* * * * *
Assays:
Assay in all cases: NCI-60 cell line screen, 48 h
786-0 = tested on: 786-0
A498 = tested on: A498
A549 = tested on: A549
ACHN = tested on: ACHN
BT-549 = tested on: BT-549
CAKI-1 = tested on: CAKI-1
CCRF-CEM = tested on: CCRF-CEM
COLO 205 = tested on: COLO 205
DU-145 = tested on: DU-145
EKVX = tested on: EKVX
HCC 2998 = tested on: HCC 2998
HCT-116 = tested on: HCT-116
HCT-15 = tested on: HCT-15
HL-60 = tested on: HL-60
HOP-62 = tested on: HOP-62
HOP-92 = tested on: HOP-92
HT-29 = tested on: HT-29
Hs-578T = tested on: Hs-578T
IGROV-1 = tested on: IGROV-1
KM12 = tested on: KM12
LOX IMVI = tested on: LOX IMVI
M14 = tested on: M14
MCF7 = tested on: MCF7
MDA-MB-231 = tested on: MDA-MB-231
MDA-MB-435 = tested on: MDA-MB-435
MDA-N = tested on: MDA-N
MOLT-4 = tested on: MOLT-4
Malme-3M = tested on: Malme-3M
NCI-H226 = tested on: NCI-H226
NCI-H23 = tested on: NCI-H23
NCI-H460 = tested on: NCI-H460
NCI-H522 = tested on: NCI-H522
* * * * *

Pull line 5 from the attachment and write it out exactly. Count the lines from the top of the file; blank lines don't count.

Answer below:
A549 = tested on: A549